Asia does now have the ASEAN Regional Forum, which is for the entire region, all the Asian countries plus the United States, Australia, Canada, and the EU. This organization is led by the Southeast Asians and I think it is fair to say that it hasn't accomplished very much. The major powers in the region, including the United States, describe it disparagingly as a talk shop. A lot of meetings, kind of feel-good talk, but not really solving problems. The ASEAN Regional Forum hasn't solved the South China Sea problem. It didn't solve the East Timor problem. It can't solve the North Korea problem. It exists and people are glad it is there, but it really hasn't managed to do much.

We also have APEC -- Asia Pacific Economic Cooperation -- and APEC does have an annual summit of the leaders of APEC countries, which again is a very broad regional organization, but that meeting hasn't proved to be very useful either and it only happens once a year. APEC is basically an economic organization, which hasn't even been very effective in terms of producing greater trade liberalization or cooperation.

Northeast Asia is one of the most dangerous places in the world. It is one of the places where there really is still a risk of war. Not just on the Korean peninsula but also in the Taiwan Strait. And yet there is no official multilateral mechanism. And a lot of that is because the United States hasn't wanted one. Let's go back to the first Bush administration. The United States has said that we preferred, as the most powerful country in that region, to use our bilateral relations to solve problems. We liked what we called the hub and spokes. Of course, we are the hub and then we have the spokes or the bilateral relations we have, especially with Japan and South Korea.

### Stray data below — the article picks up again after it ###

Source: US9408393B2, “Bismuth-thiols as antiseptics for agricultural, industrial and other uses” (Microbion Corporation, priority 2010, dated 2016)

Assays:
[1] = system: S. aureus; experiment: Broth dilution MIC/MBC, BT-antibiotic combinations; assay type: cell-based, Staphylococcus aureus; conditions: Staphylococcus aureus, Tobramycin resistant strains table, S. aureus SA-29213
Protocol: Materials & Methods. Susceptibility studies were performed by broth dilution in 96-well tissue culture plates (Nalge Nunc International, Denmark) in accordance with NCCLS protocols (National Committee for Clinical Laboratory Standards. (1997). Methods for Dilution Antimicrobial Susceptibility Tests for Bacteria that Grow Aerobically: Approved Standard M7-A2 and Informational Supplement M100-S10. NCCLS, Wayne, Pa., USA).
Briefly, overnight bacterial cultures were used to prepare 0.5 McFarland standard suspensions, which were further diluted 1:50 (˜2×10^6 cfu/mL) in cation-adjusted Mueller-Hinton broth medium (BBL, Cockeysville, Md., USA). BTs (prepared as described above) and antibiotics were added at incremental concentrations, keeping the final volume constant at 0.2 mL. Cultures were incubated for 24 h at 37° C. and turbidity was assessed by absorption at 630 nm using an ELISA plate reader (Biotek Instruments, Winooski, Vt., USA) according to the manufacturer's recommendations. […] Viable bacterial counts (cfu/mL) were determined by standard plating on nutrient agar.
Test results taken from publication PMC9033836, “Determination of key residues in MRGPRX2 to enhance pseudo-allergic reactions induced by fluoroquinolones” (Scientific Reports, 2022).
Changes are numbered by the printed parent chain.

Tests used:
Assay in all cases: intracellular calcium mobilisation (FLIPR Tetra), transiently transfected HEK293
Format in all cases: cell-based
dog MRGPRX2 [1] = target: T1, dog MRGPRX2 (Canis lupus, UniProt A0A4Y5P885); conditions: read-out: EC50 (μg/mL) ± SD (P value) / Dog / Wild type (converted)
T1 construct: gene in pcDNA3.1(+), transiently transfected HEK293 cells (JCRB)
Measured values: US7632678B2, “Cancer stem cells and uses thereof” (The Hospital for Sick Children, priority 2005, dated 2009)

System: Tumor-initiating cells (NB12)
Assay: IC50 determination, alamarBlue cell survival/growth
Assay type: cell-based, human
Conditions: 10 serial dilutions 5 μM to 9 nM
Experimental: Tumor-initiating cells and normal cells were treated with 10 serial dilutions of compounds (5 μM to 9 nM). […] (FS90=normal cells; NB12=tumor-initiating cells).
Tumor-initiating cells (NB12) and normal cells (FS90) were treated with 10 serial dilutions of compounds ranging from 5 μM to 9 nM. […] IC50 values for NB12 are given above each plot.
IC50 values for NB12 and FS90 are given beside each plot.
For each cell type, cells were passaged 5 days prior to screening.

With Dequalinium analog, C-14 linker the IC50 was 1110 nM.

The Russians have been promoting a Northeast Asia regional multilateral process for some time. The South Koreans are very keen. The Japanese are very keen. And even the Chinese, who originally were quite skeptical, have come around to being much more positive about it. At present all we have is what is called a Track Two process, meaning it is not a formal government-to-government meeting. It is something that I have been very involved with since 1993, that we founded at the Institute on Global Conflict and Cooperation. It is called the Northeast Asia Cooperation Dialogue. And we have foreign ministry and defense officials and academics from the United States, Japan, Russia, China, South Korea, and North Korea. That is probably the six countries with the most at stake in Northeast Asia, who probably should be sitting around the table talking to one another. But as yet there is no formal process.